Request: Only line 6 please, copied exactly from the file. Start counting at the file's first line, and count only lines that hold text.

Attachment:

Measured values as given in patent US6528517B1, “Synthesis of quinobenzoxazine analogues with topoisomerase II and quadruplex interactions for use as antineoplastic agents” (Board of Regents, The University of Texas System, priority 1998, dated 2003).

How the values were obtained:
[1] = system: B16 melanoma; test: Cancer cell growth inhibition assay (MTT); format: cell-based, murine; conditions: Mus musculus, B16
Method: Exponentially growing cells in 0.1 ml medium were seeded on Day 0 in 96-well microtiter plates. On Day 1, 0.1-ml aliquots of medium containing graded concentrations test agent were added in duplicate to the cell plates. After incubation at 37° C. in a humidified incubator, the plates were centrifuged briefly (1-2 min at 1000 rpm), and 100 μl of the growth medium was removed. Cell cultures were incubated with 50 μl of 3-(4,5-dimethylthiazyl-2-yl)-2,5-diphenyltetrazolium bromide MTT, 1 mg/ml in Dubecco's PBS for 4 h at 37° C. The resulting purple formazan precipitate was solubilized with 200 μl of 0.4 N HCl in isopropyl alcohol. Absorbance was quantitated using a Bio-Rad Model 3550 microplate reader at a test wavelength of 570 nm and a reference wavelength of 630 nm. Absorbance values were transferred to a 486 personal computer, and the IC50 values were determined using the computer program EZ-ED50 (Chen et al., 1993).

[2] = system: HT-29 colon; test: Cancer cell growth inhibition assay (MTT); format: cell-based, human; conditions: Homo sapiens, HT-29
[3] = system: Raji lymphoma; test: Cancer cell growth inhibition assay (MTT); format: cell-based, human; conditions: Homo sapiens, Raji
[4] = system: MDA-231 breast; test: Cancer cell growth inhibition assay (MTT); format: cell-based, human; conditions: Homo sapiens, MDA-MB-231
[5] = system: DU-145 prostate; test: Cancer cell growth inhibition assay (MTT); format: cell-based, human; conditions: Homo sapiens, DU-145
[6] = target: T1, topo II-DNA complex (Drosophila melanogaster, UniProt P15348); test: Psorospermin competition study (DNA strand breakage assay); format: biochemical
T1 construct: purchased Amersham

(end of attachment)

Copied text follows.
[3] = system: Raji lymphoma; test: Cancer cell growth inhibition assay (MTT); format: cell-based, human; conditions: Homo sapiens, Raji